Family training for off-duty safety


You may be trained to handle an off-duty encounter wisely, but have you trained your family? One way you can help keep your spouse and children safe in an off-duty encounter is to explain ahead of time how crucial it is for them to listen and act immediately--no questions asked--when you tell them to leave an area.

You can let them know that you've eyed trouble that may require your intervention and their full cooperation by creating a special phrase that will be used only in these scenarios… something like, "I've got a situation," or "It's time to listen and act."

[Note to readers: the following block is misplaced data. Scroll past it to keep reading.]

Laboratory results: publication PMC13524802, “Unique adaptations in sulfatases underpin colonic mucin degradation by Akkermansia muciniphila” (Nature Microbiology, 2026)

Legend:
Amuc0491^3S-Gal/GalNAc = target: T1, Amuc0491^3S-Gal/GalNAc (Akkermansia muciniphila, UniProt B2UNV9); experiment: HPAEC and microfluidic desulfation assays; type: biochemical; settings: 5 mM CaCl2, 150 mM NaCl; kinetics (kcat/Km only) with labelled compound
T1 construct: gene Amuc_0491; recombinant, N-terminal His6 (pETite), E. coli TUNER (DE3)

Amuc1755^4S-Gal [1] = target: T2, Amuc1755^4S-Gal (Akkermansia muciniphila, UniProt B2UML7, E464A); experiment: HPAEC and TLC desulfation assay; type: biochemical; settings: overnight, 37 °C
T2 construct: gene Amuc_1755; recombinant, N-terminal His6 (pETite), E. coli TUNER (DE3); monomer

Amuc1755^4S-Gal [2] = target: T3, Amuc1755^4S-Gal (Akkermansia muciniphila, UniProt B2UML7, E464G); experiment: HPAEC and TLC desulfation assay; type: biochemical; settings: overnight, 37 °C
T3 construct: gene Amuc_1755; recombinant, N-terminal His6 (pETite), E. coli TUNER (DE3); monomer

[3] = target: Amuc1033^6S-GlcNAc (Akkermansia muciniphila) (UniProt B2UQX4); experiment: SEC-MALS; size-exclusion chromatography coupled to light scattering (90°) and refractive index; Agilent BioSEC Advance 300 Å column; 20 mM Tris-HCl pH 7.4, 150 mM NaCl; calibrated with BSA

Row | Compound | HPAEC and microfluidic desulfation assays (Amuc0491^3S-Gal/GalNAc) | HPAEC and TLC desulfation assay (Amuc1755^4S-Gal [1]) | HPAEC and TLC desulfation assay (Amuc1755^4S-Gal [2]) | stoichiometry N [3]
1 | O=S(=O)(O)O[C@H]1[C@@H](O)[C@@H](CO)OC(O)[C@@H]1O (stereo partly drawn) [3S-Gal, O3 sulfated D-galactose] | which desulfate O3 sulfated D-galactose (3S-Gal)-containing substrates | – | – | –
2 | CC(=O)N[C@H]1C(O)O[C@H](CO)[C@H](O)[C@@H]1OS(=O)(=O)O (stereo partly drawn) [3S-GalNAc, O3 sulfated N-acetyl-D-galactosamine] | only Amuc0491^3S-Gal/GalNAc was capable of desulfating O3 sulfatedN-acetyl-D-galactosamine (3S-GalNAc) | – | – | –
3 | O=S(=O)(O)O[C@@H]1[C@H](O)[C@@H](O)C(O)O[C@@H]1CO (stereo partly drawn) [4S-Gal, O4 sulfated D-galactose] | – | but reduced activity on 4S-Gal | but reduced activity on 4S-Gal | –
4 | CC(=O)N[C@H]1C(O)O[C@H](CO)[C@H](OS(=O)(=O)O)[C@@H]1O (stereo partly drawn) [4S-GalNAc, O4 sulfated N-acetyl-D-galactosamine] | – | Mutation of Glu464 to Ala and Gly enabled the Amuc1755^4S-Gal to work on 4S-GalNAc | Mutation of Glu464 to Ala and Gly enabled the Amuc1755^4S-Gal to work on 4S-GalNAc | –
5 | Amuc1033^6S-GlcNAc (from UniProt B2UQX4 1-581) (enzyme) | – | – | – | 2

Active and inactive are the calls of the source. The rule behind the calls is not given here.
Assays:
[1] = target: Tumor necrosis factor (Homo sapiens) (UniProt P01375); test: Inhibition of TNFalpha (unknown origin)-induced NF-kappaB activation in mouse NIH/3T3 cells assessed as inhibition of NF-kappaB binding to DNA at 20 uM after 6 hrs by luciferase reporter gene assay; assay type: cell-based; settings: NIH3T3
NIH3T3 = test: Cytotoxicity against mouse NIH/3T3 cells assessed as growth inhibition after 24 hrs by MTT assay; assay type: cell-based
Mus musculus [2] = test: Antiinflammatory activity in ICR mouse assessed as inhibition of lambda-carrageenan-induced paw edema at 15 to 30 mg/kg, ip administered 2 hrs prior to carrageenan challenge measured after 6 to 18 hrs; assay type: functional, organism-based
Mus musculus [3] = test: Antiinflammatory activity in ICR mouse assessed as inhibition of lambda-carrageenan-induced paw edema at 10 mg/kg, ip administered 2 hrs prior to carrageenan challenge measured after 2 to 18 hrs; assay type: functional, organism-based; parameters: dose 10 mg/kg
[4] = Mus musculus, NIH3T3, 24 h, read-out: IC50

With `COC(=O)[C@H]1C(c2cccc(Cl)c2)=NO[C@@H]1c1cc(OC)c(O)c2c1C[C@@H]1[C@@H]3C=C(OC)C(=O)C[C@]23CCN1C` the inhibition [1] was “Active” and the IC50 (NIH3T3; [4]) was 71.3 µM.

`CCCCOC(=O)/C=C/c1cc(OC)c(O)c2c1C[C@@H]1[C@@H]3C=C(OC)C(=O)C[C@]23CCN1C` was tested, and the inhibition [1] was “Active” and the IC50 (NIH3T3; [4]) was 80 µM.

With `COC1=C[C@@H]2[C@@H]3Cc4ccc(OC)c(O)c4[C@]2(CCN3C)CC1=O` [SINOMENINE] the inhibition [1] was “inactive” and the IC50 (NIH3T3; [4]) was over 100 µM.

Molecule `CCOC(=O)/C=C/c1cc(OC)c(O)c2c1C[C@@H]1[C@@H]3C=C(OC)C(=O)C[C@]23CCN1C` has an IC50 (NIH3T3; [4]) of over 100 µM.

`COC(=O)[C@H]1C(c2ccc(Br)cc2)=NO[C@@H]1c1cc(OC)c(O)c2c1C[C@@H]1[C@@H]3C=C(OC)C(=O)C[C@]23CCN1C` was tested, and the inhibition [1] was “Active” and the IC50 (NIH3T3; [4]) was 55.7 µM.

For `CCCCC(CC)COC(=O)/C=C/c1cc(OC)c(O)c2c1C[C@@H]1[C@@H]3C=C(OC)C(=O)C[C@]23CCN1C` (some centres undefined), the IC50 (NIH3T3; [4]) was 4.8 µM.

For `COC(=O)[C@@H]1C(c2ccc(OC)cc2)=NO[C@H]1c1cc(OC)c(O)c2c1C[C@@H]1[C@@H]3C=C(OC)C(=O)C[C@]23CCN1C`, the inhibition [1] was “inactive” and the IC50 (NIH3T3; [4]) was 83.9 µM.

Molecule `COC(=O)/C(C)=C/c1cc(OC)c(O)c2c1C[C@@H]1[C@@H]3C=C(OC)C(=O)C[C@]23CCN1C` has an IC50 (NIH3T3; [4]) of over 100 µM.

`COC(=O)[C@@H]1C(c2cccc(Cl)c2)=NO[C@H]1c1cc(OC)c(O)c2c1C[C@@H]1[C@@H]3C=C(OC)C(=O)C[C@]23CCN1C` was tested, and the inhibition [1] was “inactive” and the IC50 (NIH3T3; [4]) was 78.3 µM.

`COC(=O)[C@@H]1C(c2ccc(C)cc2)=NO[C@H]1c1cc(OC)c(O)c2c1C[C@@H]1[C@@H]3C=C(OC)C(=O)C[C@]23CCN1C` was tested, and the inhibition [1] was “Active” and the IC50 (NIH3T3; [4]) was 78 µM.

If you have planned ahead, they will immediately follow your directions and know where to go (a place out of the line of potential fire, a heavily trafficked intersection where patrol units may drive by, a place with a phone) and know what to do (call 911 or flag down a squad and remember to alert the emergency operator or responding officers to the fact that there is an off-duty officer on the scene wearing whatever you're wearing.)

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  2. Off Duty

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